The calendar flips over to a new month and the year splits in half. July under January and the days repeat themselves: Saturday the 1st, Sunday the 2nd, Monday the 3rd, and so on. The days repeat themselves, except that instead of cold grey rain we have blue sky sunshine. Instead of the aftermath of Christmas, we have young girls in bikinis on the beach and summer tourists crowding our streets. Instead of a big belly and a heart full of hope, there is fear and emptiness, out of step with the cloudless sky, the smell of sunscreen and the sweetness of little girls in gingham swimsuits, buckets and pails in hand. 

During the first weeks after Anja died, I spent hours reliving the last week of her life. Sunday the 8th, Monday the 9th, Tuesday the 10th, Wednesday the 11th. Happy happy days. And then: Thursday the 12th she was dead, Friday the 13th limbo, Saturday the 14th she was in our arms for the first and last times. And now here comes that week again: 12th, 13th, 14th.

Winter / Summer

Here / Gone

Before / After

I feel as though I am moving slowly but inevitably into a wind tunnel and that come Sunday, I will be sucked right in and through to the other side, the opposite side, the part of the year where we still had her, still thought she was ours to keep. I will be there, in the winter grey and drizzle, the long dark nights spent feeling her kick and roll inside me, the secret world the two of us inhabited so cozily, oblivious to what would happen only days later, and I will be here, where outside our windows the light stays in the sky until nearly 11, the mountains outlined sharply against the green-blue of it, and sounds of people partying on balconies nearby drift in and over us. Summer. Winter. Here. Gone.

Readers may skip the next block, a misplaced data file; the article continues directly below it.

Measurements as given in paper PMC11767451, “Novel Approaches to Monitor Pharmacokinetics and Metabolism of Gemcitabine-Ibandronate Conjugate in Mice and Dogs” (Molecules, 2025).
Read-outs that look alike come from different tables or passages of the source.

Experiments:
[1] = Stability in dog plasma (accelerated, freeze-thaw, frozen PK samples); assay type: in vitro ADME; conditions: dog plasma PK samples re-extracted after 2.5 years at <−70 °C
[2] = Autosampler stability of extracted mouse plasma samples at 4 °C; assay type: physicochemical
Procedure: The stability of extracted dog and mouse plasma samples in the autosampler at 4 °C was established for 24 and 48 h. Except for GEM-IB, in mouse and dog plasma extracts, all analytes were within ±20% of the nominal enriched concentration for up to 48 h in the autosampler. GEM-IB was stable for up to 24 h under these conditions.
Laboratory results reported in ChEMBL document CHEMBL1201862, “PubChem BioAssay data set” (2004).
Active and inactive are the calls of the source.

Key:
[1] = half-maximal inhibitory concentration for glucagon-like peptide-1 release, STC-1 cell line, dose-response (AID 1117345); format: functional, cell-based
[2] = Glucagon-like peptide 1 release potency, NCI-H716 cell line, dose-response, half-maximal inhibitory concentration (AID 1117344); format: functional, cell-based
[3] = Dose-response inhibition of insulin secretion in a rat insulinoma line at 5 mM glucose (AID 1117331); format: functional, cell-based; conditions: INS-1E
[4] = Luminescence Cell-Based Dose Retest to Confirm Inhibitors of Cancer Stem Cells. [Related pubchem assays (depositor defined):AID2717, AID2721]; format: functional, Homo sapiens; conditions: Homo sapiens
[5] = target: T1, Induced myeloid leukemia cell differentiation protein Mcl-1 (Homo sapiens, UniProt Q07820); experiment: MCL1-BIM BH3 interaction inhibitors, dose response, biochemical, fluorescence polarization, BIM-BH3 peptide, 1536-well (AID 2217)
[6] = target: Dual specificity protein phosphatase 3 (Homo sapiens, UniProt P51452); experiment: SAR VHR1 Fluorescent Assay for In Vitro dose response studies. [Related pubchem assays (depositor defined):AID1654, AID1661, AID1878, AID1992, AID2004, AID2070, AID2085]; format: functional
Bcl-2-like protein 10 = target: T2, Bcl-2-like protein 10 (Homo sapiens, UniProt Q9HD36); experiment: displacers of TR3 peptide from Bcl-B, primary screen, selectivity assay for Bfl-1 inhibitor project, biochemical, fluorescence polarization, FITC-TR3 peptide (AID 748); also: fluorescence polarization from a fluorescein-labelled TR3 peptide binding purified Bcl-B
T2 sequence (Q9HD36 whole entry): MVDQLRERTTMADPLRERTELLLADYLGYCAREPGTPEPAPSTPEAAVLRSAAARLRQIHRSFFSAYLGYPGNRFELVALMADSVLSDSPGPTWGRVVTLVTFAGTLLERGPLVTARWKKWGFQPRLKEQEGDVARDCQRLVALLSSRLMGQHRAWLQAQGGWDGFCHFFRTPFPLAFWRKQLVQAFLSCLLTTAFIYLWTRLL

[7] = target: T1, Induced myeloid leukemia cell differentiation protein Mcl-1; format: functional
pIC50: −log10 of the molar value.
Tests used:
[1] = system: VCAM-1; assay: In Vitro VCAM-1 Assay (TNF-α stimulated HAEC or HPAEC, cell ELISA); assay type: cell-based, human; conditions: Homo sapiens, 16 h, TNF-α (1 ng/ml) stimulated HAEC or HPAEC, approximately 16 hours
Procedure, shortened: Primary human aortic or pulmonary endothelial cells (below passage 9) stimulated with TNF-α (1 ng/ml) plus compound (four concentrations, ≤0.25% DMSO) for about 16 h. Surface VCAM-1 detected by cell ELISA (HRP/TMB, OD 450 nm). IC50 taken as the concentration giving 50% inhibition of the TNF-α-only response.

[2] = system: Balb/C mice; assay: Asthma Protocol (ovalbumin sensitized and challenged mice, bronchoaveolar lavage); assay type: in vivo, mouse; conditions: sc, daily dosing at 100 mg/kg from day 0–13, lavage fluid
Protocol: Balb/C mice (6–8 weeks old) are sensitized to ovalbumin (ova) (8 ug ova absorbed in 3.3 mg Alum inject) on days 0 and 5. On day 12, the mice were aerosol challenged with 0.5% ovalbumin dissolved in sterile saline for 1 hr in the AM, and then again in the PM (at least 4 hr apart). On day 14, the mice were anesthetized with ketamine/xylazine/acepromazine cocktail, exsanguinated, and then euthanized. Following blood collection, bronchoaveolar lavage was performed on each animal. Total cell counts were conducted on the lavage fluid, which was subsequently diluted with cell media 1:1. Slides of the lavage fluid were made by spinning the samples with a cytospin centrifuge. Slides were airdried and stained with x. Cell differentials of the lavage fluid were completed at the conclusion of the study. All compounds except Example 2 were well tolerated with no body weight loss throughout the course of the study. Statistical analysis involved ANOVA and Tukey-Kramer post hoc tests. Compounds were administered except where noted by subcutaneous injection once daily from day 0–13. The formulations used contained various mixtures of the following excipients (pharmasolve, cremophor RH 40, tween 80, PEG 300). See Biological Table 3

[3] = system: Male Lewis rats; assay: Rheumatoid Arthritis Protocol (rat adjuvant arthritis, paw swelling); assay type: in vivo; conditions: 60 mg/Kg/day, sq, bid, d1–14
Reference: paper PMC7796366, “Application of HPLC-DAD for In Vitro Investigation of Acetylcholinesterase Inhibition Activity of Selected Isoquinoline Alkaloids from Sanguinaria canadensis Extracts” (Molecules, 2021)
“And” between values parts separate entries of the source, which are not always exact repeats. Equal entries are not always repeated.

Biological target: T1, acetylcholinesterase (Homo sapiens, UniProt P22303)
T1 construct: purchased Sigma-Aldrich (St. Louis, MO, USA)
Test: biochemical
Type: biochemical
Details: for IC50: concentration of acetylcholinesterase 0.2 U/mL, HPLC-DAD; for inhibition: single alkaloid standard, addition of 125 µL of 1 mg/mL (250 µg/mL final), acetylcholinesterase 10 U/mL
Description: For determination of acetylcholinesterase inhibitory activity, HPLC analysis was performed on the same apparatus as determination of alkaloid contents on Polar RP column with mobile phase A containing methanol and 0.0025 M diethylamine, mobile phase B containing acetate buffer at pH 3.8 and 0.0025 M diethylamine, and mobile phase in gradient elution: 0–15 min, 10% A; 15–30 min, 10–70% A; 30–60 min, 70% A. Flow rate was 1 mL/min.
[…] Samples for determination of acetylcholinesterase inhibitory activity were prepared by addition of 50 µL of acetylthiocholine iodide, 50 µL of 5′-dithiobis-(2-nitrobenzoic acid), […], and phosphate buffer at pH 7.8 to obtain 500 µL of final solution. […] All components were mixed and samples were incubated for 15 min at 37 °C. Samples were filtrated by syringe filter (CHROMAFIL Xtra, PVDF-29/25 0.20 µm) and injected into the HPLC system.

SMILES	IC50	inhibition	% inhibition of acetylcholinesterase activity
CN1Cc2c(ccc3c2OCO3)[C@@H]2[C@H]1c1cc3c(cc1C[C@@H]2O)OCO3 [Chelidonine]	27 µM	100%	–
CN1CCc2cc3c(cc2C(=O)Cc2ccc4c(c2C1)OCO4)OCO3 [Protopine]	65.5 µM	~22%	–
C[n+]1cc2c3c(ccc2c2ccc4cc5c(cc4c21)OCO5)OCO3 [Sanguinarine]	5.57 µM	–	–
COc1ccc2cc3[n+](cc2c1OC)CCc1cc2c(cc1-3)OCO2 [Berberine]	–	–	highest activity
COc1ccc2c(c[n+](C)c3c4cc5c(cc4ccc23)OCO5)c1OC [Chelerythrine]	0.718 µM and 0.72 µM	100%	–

The days repeat and I live in both times and neither, trudge slowly through this doppelgänger week again toward the unavoidable end of our story, the end that I can’t change through the reliving, nor through want and wishes and longing. Our wee slight winter girl, silent and still, born in snow and impossible to reconcile to these long light fragrant days, beach days, and the sight of other baby girls’ chubby thighs and elbows, sparkling eyes and hands shovelling sand into inquisitive mouths. Conceived in summer but stuck forever in winter. Ghost girl. Gone girl. I try to imagine you two years old someday and running through the water park with your big sister but you stay resolutely in January, a sliver of winter stuck through me and carried into this opposite season. Here. Gone. Here. Gone. Here. Gone. 

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